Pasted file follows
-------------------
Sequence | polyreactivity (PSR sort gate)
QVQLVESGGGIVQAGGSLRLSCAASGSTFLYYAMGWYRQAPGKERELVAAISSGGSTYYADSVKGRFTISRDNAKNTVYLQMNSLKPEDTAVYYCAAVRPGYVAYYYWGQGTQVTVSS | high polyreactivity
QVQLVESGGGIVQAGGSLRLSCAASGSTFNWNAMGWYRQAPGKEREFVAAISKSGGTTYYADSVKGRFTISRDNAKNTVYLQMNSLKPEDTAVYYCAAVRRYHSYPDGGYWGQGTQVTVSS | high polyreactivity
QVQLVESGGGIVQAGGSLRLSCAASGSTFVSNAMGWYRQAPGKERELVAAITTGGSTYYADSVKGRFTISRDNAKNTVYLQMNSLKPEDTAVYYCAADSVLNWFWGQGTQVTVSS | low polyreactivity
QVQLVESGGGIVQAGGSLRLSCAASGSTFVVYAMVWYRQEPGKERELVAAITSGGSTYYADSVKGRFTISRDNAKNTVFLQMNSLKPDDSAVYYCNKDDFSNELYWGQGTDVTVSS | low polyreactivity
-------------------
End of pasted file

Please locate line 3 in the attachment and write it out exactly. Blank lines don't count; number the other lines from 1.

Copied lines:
QVQLVESGGGIVQAGGSLRLSCAASGSTFNWNAMGWYRQAPGKEREFVAAISKSGGTTYYADSVKGRFTISRDNAKNTVYLQMNSLKPEDTAVYYCAAVRRYHSYPDGGYWGQGTQVTVSS | high polyreactivity